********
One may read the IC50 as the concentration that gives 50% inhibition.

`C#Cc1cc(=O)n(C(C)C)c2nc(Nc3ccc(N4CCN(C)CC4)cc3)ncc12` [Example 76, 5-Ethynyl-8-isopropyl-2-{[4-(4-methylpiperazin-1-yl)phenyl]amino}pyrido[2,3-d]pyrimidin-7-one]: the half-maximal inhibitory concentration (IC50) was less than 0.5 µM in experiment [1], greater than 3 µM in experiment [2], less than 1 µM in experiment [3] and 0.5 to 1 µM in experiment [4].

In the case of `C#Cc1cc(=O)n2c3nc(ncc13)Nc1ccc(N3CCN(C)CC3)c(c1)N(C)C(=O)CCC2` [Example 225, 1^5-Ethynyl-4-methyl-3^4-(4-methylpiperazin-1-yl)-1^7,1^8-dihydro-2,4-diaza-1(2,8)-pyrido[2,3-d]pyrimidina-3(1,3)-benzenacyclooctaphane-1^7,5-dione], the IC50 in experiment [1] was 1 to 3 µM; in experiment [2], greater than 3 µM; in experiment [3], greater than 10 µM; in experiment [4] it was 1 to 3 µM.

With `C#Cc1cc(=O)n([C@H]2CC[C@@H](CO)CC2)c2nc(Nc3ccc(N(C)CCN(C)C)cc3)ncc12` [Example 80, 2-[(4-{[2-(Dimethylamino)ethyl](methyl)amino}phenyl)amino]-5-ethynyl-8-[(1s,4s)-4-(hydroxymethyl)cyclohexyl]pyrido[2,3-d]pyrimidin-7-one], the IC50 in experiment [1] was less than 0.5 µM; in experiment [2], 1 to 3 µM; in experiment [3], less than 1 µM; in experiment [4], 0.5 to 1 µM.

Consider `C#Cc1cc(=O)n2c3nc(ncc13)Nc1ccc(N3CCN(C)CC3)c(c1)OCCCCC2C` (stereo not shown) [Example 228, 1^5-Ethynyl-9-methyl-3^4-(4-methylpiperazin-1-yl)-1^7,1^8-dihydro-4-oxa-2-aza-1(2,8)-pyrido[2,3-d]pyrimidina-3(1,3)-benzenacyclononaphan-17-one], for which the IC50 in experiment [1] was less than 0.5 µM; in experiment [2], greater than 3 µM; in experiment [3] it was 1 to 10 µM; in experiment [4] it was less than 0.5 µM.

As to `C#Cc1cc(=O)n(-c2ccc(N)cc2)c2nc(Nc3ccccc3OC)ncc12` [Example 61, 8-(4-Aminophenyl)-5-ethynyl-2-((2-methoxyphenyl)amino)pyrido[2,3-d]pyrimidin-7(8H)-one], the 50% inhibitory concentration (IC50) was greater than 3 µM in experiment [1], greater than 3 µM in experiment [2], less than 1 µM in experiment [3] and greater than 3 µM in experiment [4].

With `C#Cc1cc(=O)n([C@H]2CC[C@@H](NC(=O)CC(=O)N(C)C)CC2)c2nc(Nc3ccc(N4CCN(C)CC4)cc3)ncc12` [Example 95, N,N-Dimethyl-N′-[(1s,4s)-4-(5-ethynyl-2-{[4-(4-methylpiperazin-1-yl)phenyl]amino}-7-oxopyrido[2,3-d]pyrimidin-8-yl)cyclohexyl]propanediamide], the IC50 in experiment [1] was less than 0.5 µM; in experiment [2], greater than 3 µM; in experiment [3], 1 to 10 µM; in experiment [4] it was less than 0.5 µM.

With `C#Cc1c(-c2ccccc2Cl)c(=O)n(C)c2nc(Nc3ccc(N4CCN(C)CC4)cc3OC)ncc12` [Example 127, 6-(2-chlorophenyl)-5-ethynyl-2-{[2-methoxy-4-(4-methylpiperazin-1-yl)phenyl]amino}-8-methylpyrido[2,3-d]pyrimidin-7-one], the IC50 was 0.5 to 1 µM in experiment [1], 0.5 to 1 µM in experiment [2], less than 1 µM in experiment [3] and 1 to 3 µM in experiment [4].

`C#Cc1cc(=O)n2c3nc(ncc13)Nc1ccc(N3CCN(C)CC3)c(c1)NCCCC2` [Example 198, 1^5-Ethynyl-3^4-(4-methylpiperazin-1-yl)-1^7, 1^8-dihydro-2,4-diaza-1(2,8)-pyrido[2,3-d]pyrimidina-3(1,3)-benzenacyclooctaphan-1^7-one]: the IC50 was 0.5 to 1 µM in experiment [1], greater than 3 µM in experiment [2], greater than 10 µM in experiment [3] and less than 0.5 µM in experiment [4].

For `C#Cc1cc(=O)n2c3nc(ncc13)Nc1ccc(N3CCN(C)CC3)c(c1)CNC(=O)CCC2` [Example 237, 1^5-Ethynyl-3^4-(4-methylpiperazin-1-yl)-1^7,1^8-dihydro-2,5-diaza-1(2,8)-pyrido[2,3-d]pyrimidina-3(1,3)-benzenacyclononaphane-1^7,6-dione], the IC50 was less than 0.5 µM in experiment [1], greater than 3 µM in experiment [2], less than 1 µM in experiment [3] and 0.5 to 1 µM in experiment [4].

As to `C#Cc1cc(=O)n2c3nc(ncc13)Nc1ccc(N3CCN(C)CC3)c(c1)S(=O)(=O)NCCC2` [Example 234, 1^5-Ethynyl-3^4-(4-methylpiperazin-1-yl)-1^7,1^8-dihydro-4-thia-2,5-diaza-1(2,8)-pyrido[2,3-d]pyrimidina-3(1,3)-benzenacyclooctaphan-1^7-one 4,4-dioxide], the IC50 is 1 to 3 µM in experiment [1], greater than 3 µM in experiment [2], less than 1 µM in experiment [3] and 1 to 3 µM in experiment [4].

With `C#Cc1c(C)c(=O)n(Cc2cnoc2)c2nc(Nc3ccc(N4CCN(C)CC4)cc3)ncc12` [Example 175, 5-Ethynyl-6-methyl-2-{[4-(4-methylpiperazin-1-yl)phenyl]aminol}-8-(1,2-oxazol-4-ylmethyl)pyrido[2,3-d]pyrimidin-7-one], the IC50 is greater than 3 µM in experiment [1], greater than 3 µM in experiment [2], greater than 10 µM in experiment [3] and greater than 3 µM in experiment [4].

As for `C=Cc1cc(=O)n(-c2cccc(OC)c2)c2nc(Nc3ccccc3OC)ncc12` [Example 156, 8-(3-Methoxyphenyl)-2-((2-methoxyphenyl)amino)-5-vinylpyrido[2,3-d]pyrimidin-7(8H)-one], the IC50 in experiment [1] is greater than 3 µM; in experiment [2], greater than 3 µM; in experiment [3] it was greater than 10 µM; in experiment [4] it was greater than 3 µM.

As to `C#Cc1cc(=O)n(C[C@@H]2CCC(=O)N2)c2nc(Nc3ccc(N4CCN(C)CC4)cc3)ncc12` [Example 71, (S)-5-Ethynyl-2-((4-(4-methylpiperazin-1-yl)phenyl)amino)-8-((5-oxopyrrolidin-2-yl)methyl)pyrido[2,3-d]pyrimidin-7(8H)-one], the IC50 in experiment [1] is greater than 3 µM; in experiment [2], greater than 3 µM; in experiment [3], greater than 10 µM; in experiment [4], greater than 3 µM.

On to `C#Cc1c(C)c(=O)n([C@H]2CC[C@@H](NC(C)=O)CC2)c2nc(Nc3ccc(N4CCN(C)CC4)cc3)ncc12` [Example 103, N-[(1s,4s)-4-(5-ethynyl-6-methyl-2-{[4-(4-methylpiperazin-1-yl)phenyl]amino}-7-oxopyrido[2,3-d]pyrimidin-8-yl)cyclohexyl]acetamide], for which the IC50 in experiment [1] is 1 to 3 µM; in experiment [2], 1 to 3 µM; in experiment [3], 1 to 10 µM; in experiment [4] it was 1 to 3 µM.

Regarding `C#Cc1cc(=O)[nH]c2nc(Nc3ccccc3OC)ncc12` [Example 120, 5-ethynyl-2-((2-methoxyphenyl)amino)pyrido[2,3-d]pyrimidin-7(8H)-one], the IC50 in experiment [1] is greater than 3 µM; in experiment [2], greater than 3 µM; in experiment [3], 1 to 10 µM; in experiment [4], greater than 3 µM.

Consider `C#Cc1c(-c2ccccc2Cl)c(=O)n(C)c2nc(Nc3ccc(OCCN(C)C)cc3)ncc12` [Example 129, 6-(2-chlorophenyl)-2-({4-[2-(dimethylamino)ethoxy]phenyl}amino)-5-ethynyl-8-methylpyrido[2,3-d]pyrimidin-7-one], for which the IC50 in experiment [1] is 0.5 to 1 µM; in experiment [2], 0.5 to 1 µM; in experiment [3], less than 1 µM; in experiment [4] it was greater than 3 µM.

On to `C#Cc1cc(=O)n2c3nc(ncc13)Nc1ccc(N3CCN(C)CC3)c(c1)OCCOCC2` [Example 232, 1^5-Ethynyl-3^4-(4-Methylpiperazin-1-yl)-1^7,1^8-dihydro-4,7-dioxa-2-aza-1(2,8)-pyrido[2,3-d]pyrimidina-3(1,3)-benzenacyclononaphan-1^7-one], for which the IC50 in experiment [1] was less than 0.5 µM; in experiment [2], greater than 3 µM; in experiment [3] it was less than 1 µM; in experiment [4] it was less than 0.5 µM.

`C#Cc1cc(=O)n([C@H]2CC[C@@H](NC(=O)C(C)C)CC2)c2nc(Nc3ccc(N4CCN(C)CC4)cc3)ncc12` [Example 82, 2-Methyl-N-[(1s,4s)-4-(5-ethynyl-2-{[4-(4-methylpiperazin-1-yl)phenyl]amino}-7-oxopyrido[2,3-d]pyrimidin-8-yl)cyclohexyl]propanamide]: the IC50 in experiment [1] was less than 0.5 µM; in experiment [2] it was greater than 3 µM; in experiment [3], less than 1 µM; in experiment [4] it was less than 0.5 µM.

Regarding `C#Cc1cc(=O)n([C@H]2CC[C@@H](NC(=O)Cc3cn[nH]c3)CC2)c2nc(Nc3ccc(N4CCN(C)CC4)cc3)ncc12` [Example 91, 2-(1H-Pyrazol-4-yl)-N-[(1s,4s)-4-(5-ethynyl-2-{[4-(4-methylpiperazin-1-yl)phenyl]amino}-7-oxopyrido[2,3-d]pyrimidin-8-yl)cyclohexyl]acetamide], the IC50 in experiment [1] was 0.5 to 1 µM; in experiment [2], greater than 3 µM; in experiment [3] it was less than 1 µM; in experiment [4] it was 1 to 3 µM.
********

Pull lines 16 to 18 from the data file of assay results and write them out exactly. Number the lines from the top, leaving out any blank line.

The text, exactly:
Regarding `C#Cc1cc(=O)[nH]c2nc(Nc3ccccc3OC)ncc12` [Example 120, 5-ethynyl-2-((2-methoxyphenyl)amino)pyrido[2,3-d]pyrimidin-7(8H)-one], the IC50 in experiment [1] is greater than 3 µM; in experiment [2], greater than 3 µM; in experiment [3], 1 to 10 µM; in experiment [4], greater than 3 µM.

Consider `C#Cc1c(-c2ccccc2Cl)c(=O)n(C)c2nc(Nc3ccc(OCCN(C)C)cc3)ncc12` [Example 129, 6-(2-chlorophenyl)-2-({4-[2-(dimethylamino)ethoxy]phenyl}amino)-5-ethynyl-8-methylpyrido[2,3-d]pyrimidin-7-one], for which the IC50 in experiment [1] is 0.5 to 1 µM; in experiment [2], 0.5 to 1 µM; in experiment [3], less than 1 µM; in experiment [4] it was greater than 3 µM.

On to `C#Cc1cc(=O)n2c3nc(ncc13)Nc1ccc(N3CCN(C)CC3)c(c1)OCCOCC2` [Example 232, 1^5-Ethynyl-3^4-(4-Methylpiperazin-1-yl)-1^7,1^8-dihydro-4,7-dioxa-2-aza-1(2,8)-pyrido[2,3-d]pyrimidina-3(1,3)-benzenacyclononaphan-1^7-one], for which the IC50 in experiment [1] was less than 0.5 µM; in experiment [2], greater than 3 µM; in experiment [3] it was less than 1 µM; in experiment [4] it was less than 0.5 µM.